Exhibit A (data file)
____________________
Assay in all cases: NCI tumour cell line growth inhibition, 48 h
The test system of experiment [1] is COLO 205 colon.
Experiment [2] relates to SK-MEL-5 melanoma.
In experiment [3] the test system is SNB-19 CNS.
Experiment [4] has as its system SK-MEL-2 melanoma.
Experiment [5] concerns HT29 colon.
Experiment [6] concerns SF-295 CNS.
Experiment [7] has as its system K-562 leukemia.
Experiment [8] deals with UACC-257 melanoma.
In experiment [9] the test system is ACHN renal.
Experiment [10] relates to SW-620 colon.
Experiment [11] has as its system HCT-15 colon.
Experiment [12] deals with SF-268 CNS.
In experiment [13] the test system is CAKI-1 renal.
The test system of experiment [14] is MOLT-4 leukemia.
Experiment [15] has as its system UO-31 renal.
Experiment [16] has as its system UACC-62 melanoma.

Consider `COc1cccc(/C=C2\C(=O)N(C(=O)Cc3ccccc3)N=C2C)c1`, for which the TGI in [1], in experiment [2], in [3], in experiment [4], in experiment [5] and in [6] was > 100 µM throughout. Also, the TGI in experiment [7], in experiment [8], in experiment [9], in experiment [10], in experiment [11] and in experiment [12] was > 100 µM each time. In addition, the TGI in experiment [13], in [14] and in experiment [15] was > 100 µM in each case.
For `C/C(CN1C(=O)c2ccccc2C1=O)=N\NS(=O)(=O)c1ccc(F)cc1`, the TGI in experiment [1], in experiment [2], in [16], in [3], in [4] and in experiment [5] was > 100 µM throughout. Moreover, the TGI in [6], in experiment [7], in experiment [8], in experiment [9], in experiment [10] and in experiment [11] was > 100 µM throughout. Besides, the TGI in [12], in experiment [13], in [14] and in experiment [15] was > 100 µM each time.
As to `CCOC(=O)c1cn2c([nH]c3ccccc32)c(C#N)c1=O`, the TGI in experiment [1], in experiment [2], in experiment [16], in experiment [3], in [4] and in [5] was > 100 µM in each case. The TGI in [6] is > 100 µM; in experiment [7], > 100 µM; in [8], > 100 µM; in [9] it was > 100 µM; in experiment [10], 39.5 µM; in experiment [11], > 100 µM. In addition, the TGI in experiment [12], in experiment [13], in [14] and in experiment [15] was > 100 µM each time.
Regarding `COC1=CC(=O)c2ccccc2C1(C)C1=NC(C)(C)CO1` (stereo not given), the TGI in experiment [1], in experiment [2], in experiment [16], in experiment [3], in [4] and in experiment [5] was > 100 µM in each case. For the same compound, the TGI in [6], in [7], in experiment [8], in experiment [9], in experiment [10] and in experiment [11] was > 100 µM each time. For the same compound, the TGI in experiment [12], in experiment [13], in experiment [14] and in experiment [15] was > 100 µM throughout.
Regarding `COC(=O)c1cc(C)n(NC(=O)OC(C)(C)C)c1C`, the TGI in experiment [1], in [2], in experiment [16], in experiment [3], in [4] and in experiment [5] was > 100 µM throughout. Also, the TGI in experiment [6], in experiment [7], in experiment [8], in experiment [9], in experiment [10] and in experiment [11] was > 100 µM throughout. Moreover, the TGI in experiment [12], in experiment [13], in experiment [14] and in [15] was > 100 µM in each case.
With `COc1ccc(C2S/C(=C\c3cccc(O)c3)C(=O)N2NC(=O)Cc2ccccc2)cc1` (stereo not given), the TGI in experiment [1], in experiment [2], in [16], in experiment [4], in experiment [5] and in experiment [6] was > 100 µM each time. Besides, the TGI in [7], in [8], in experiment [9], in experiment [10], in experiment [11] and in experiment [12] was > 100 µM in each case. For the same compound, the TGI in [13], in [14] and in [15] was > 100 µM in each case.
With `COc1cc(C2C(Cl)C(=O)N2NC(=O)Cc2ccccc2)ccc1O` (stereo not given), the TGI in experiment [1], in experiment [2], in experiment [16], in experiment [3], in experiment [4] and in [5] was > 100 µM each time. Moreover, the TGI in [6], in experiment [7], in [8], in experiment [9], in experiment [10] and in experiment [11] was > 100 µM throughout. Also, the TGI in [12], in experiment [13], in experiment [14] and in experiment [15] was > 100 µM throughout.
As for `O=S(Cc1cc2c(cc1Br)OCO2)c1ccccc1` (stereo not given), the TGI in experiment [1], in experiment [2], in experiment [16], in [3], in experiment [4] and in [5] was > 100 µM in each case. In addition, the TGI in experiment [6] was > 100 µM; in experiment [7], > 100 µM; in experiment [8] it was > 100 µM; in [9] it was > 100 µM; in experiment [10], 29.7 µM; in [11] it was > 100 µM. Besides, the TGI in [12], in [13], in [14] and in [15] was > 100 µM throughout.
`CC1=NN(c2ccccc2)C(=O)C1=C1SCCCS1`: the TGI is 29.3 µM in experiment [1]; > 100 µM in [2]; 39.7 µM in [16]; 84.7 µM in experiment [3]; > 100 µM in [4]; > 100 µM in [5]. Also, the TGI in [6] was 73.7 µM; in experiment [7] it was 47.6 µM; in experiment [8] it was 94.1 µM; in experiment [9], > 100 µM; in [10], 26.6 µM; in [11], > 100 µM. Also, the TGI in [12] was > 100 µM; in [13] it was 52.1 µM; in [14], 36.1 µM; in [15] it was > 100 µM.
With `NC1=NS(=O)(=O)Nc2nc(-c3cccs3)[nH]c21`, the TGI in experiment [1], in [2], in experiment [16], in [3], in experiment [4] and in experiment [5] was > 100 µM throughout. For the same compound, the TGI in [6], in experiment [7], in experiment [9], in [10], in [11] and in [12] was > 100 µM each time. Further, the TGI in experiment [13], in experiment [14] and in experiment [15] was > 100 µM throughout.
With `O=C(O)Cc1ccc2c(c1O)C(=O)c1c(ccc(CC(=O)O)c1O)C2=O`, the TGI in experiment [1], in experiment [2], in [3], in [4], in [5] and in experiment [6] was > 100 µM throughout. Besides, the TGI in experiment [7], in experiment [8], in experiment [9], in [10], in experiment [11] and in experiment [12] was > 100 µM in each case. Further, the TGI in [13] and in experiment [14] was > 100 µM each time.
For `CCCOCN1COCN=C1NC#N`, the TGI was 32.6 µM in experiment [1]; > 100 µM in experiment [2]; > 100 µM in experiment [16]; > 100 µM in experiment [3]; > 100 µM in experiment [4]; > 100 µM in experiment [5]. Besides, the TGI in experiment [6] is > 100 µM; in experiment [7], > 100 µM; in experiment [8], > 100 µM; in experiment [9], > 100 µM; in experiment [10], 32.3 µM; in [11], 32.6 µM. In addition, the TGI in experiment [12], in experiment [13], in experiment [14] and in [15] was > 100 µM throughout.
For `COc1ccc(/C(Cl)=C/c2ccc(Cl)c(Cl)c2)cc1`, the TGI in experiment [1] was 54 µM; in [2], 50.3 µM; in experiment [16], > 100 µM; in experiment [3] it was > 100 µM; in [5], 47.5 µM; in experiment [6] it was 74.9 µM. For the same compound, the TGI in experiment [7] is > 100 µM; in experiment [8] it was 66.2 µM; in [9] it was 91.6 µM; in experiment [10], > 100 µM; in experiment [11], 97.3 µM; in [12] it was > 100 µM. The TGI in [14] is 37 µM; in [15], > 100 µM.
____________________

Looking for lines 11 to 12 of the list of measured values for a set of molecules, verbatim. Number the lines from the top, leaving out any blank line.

Experiment [10] relates to SW-620 colon.
Experiment [11] has as its system HCT-15 colon.